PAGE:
Stinkweed could make for greener renewable jet fuel
Image credit: Dreamstime
A common farm weed known as stinkweed has the potential to make a greener type of fuel for aircraft, a study has found, with fewer production-related environmental impacts than other biofuels.
Pennycress, often referred to as stinkweed, is a common weed throughout Eurasia and North America. In the past 20 years, there has been some interest in harnessing it as a potential renewable fuel crop rather than just treating it as a weed, as the high erucic acid content of its seeds could make it suitable as a jet fuel.
“Reducing greenhouse gas emissions from air travel will mean not just incremental changes, but a fundamental change in how we have been producing fuel and where that fuel comes from,” said Professor Ajay Shah, senior author of the Ohio State University study. “And what we found is that pennycress might make a very good alternative fuel, especially when you consider the environmental costs of producing it.”
Growing pennycress as a crop requires less fertiliser and fewer pesticides than other plants that can be used to make renewable jet fuel, the researchers concluded. It also requires fewer farm operations, such as soil tilling, than other potential biofuel crops, reducing associated environmental costs such as carbon dioxide emissions and other pollutants. Its environmental impact could be mitigated even further through adapting farm management to maintain fertiliser on fields, rather than allowing it to run off into nearby bodies of water.
The researchers reached these conclusions by estimating the impacts of growing, transporting, and converting pennycress. They also accounted for the environmental costs of burning leftover by-products of the refinement process; these costs account for fertiliser and pesticide use, water consumption, and the energy required to harvest and transport pennycress seeds.
They used computer models to determine the total energy required to produce jet fuel from pennycress seeds, and compared these estimates with the energy required to produce biofuels from other crops (using data from existing studies on biofuel production). The models showed that it took approximately half as much energy to produce jet fuel from pennycress as it did to produce it from canola or sunflowers and approximately a third as much as from soybeans. The energy required was similar to that used to produce fuel from the flowering plant camelina.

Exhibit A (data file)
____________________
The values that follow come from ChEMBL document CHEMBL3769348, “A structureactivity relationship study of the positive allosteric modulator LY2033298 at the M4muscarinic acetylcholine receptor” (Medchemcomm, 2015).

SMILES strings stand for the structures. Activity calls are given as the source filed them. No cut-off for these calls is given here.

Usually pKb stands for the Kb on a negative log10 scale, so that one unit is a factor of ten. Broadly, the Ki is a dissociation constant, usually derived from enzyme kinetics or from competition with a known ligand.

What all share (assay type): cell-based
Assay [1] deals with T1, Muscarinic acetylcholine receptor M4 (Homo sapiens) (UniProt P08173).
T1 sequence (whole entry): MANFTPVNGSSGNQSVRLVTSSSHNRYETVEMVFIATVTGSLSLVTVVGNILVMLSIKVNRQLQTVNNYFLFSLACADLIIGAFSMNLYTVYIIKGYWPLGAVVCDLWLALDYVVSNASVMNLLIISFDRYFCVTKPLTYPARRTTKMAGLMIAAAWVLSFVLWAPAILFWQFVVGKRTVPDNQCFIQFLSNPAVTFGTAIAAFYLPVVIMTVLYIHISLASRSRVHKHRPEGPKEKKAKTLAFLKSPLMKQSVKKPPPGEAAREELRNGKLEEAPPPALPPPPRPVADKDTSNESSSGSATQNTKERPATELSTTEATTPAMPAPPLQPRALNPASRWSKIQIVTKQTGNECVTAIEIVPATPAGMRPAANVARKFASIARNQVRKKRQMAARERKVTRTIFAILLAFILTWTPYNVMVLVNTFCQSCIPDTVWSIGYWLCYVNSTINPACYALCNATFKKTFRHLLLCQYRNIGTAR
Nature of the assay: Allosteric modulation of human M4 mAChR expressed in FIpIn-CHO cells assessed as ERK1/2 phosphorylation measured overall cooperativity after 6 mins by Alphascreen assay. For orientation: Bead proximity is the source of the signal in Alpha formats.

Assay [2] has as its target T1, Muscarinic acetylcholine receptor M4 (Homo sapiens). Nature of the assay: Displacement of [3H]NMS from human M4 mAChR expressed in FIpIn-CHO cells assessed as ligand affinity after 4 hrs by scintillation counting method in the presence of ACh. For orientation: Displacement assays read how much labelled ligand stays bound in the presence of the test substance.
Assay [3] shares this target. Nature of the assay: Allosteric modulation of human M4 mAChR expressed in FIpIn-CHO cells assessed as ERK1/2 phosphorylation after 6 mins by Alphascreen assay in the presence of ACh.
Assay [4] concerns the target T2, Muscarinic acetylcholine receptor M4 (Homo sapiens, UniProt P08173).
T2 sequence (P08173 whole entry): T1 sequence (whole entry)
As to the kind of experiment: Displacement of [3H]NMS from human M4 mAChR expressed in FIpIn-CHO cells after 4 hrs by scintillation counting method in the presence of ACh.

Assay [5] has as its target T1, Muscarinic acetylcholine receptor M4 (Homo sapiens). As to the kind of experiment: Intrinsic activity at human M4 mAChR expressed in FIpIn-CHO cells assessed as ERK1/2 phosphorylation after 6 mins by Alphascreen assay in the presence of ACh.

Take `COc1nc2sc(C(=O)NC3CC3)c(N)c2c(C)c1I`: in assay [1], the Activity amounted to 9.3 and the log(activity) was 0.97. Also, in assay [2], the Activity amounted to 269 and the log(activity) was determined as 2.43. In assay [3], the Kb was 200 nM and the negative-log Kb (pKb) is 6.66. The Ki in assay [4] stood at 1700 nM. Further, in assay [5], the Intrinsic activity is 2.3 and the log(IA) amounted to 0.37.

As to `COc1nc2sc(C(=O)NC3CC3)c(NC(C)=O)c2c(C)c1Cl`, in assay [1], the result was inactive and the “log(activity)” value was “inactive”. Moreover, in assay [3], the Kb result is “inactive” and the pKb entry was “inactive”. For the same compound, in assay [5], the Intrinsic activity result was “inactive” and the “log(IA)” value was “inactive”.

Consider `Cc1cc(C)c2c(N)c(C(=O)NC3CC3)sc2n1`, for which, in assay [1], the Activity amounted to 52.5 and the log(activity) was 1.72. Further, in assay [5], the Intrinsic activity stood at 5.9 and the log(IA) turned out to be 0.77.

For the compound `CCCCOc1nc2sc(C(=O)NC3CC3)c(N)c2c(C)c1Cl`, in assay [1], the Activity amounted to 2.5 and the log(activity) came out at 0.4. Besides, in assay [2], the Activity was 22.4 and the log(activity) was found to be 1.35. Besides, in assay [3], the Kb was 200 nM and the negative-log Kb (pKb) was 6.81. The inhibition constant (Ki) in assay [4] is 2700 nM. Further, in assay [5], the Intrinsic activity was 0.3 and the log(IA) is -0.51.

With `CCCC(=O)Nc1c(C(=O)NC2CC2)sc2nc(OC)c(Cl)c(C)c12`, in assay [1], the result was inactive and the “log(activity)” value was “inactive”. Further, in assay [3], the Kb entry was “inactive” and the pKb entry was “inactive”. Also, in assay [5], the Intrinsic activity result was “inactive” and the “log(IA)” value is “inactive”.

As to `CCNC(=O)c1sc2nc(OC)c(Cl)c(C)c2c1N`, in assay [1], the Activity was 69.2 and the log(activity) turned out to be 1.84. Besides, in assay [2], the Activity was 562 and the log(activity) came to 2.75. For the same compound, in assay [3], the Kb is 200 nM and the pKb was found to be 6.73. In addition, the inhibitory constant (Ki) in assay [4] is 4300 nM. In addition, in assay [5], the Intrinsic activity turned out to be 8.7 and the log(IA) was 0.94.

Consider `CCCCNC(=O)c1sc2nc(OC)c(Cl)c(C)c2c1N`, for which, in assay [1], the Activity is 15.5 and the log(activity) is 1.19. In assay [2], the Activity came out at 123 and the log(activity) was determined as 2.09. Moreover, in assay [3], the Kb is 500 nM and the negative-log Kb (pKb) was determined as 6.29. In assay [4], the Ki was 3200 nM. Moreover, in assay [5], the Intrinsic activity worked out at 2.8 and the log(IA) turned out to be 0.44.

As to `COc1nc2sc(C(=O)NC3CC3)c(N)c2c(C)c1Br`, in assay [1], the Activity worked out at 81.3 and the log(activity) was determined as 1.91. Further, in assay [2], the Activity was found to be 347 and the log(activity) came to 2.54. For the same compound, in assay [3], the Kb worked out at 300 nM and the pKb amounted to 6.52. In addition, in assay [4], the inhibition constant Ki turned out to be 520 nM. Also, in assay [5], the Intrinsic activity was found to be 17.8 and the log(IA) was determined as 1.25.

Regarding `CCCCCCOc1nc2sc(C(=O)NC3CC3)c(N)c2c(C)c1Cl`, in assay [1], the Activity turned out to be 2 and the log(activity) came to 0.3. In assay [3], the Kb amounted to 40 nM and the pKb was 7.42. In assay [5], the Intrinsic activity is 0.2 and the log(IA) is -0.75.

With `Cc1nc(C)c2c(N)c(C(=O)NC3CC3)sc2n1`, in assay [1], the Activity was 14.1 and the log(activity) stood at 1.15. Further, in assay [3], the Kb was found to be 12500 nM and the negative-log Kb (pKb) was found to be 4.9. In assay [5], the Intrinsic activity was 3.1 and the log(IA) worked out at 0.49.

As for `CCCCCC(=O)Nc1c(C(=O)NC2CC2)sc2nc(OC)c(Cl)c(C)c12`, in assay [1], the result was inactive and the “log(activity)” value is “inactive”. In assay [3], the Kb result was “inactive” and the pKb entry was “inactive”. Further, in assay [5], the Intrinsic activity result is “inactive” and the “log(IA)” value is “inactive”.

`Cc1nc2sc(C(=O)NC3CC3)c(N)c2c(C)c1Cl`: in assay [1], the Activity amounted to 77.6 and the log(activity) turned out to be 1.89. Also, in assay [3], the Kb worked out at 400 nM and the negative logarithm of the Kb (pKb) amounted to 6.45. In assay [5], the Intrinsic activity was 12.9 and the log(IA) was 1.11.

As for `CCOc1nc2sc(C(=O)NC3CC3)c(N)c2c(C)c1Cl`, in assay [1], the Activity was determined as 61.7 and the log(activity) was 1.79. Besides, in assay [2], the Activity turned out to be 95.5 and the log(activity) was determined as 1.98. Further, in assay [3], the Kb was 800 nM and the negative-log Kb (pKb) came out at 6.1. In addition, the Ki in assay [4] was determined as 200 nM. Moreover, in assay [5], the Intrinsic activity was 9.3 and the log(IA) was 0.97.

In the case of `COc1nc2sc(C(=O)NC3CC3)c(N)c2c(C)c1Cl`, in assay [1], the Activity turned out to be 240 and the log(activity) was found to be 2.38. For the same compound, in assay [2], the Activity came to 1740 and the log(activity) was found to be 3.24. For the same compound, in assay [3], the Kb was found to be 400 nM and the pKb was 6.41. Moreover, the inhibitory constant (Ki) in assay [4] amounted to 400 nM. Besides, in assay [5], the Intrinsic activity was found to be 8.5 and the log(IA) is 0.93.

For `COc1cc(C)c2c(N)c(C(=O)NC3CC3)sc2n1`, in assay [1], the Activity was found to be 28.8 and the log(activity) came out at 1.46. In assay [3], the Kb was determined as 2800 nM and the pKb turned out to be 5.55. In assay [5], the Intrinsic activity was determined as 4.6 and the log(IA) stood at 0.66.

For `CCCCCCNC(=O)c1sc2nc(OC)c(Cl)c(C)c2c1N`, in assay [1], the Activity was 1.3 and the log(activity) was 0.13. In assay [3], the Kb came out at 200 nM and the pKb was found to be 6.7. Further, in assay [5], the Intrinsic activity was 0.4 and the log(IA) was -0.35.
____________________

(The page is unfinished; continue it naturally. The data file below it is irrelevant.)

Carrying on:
Another attraction of pennycress, the researchers said, is that it is a winter cover crop that can be grown between seasons for corn and soybean, providing an extra production cycle for the same body of farmland. “The bottom line is it can be used as a cover crop, it doesn’t divert any agricultural production land, and it has suitable properties for renewable jet fuel production,” said Shah.
Shah explained that renewable jet fuels are not financially competitive with fossil fuel-based fuels at present. However, being able to quantify the environmental impacts of biofuels will help inform farmers and policymakers as they play their part in limiting carbon emissions in line with Paris Agreement commitments.
“When it comes to pennycress, production and logistics are the big contributors to both the environmental impacts and the costs, and those are the challenge areas; they have to be streamlined and solved to make it more efficient,” he continued. “If we could improve those areas, we could make production more energy-efficient and substantially lower the costs and environmental impacts.”
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